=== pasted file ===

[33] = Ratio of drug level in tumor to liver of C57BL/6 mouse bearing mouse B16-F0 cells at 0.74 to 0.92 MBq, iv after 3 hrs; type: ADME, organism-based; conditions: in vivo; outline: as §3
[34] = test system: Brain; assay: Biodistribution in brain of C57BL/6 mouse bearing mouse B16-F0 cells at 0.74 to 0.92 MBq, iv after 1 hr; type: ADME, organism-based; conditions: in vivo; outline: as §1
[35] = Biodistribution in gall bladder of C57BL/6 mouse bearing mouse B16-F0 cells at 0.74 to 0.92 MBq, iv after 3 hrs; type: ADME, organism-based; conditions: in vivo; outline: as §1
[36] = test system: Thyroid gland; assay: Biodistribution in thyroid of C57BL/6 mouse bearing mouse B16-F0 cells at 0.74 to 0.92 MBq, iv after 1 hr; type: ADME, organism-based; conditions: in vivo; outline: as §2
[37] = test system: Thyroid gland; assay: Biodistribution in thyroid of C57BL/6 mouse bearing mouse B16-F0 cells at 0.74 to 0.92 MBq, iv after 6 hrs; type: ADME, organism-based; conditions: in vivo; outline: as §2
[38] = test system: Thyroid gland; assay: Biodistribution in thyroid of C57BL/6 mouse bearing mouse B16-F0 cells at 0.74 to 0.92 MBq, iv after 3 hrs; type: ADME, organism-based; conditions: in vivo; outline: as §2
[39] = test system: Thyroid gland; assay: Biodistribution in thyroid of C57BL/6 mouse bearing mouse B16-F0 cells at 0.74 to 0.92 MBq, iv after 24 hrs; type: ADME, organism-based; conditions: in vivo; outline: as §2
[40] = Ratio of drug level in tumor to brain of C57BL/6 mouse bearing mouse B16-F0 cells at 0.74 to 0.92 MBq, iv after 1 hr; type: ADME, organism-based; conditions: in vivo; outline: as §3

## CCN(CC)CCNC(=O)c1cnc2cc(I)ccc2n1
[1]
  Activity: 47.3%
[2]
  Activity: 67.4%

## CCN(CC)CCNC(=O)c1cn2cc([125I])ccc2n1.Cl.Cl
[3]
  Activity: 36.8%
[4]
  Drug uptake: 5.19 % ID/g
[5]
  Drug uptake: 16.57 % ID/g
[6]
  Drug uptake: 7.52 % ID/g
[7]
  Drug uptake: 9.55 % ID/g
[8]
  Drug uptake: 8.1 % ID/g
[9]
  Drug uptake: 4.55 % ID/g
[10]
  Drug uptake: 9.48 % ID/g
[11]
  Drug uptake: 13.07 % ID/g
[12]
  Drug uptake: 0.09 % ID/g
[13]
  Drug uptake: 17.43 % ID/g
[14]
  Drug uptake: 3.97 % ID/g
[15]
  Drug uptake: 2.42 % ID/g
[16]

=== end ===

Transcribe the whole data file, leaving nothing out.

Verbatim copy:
[33] = Ratio of drug level in tumor to liver of C57BL/6 mouse bearing mouse B16-F0 cells at 0.74 to 0.92 MBq, iv after 3 hrs; type: ADME, organism-based; conditions: in vivo; outline: as §3
[34] = test system: Brain; assay: Biodistribution in brain of C57BL/6 mouse bearing mouse B16-F0 cells at 0.74 to 0.92 MBq, iv after 1 hr; type: ADME, organism-based; conditions: in vivo; outline: as §1
[35] = Biodistribution in gall bladder of C57BL/6 mouse bearing mouse B16-F0 cells at 0.74 to 0.92 MBq, iv after 3 hrs; type: ADME, organism-based; conditions: in vivo; outline: as §1
[36] = test system: Thyroid gland; assay: Biodistribution in thyroid of C57BL/6 mouse bearing mouse B16-F0 cells at 0.74 to 0.92 MBq, iv after 1 hr; type: ADME, organism-based; conditions: in vivo; outline: as §2
[37] = test system: Thyroid gland; assay: Biodistribution in thyroid of C57BL/6 mouse bearing mouse B16-F0 cells at 0.74 to 0.92 MBq, iv after 6 hrs; type: ADME, organism-based; conditions: in vivo; outline: as §2
[38] = test system: Thyroid gland; assay: Biodistribution in thyroid of C57BL/6 mouse bearing mouse B16-F0 cells at 0.74 to 0.92 MBq, iv after 3 hrs; type: ADME, organism-based; conditions: in vivo; outline: as §2
[39] = test system: Thyroid gland; assay: Biodistribution in thyroid of C57BL/6 mouse bearing mouse B16-F0 cells at 0.74 to 0.92 MBq, iv after 24 hrs; type: ADME, organism-based; conditions: in vivo; outline: as §2
[40] = Ratio of drug level in tumor to brain of C57BL/6 mouse bearing mouse B16-F0 cells at 0.74 to 0.92 MBq, iv after 1 hr; type: ADME, organism-based; conditions: in vivo; outline: as §3

## CCN(CC)CCNC(=O)c1cnc2cc(I)ccc2n1
[1]
  Activity: 47.3%
[2]
  Activity: 67.4%

## CCN(CC)CCNC(=O)c1cn2cc([125I])ccc2n1.Cl.Cl
[3]
  Activity: 36.8%
[4]
  Drug uptake: 5.19 % ID/g
[5]
  Drug uptake: 16.57 % ID/g
[6]
  Drug uptake: 7.52 % ID/g
[7]
  Drug uptake: 9.55 % ID/g
[8]
  Drug uptake: 8.1 % ID/g
[9]
  Drug uptake: 4.55 % ID/g
[10]
  Drug uptake: 9.48 % ID/g
[11]
  Drug uptake: 13.07 % ID/g
[12]
  Drug uptake: 0.09 % ID/g
[13]
  Drug uptake: 17.43 % ID/g
[14]
  Drug uptake: 3.97 % ID/g
[15]
  Drug uptake: 2.42 % ID/g
[16]